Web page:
As we destigmatize, which is hard enough for rural communities, and you have more people that want to come out to access mental health, but also you don't have enough funds to reach some of the people that you want to reach-- from an outside perspective it looks like you are playing a game of funding Tetris when it comes to trying to make all the puzzle pieces fit to try to serve as many people as you possibly can.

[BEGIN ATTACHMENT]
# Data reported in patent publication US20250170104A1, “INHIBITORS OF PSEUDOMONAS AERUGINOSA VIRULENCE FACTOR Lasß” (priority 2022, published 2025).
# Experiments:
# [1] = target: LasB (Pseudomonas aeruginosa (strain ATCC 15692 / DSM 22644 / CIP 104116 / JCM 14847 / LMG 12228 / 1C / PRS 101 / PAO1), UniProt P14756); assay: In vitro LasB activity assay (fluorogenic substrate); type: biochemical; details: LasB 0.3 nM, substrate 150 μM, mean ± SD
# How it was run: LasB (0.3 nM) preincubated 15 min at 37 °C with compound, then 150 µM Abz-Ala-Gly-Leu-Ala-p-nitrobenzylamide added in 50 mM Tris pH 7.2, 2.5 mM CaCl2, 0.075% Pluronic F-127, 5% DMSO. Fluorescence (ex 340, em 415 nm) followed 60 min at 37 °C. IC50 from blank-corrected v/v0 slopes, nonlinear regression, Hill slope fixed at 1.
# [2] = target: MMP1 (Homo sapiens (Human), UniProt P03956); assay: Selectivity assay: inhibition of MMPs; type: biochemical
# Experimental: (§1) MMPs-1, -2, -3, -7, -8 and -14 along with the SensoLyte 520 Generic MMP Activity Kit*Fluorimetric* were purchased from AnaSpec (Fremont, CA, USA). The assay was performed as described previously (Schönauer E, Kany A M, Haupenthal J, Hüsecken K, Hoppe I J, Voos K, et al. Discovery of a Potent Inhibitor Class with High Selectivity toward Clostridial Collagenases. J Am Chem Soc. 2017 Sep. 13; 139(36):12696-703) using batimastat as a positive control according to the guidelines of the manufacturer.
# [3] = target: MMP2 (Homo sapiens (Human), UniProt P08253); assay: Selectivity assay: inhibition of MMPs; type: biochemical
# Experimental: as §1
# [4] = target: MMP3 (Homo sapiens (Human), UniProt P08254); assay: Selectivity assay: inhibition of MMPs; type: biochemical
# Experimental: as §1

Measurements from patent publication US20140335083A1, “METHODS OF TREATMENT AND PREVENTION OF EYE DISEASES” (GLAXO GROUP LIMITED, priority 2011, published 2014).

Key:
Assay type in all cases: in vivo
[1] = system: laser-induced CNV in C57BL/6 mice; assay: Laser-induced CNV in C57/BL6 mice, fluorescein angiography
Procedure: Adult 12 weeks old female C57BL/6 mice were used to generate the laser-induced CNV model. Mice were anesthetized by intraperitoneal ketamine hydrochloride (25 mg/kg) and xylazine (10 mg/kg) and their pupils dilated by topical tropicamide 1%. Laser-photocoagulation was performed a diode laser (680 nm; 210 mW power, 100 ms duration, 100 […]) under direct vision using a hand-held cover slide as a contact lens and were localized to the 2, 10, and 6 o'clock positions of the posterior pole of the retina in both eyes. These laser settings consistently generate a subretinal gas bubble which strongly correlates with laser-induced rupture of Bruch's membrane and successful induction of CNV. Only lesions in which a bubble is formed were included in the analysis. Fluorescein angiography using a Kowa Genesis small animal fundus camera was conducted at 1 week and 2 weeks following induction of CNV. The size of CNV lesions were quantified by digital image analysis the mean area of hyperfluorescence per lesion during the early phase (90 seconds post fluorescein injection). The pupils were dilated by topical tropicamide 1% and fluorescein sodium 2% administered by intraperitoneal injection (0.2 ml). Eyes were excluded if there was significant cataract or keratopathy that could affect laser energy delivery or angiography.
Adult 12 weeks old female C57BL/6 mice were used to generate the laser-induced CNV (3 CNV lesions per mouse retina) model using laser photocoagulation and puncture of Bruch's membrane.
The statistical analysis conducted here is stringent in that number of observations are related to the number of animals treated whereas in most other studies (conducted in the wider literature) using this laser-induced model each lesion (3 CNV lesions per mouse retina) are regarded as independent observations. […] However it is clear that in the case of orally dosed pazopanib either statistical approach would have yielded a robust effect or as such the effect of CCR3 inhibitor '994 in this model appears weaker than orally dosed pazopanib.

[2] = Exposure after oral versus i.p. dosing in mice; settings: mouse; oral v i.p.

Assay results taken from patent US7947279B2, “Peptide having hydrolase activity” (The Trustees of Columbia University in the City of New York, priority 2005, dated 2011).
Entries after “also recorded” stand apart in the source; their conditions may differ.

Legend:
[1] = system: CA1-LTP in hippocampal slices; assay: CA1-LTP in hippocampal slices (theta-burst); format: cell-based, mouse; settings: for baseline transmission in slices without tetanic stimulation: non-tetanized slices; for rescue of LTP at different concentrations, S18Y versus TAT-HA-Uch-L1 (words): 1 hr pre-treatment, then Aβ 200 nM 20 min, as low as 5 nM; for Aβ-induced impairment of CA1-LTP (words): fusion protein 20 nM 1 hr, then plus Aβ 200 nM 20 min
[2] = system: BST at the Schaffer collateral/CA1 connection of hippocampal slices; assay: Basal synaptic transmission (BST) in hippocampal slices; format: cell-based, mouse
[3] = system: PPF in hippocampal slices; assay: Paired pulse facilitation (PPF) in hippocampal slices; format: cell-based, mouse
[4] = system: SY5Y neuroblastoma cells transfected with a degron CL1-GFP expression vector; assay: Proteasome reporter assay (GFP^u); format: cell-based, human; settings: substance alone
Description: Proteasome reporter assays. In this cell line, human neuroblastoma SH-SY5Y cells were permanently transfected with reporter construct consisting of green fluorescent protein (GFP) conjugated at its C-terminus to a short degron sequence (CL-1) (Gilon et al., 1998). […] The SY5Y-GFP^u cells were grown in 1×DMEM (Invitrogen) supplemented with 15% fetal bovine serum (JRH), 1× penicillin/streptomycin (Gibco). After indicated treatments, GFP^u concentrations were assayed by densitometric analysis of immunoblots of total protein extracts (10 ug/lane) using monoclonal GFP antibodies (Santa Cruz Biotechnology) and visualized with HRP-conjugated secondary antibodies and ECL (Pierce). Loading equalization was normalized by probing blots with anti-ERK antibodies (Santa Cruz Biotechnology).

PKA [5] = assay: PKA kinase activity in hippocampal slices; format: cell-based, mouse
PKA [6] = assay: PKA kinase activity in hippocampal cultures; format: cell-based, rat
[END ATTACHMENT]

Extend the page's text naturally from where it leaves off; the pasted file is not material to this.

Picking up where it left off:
MD: Yeah, it's funny. I think it is. And I think the thing that is unique about the Mental Health Advocates is that we're not necessarily a service provider. What we do is advocate for people that are living with mental illness and support our service providers and support our community. So it's really important that we have a voice. And not only do I have a voice as the executive director, but people that are living with mental illness need to be heard. And so we have some campaigns, now organizations. We're also partnering with the Erie County Anti-Stigma Coalition to really lift up those voices so that people that are living with mental illness and are working and have family members and are thriving and surviving, are heard. And those voices are really the most important voices that we need to lift up.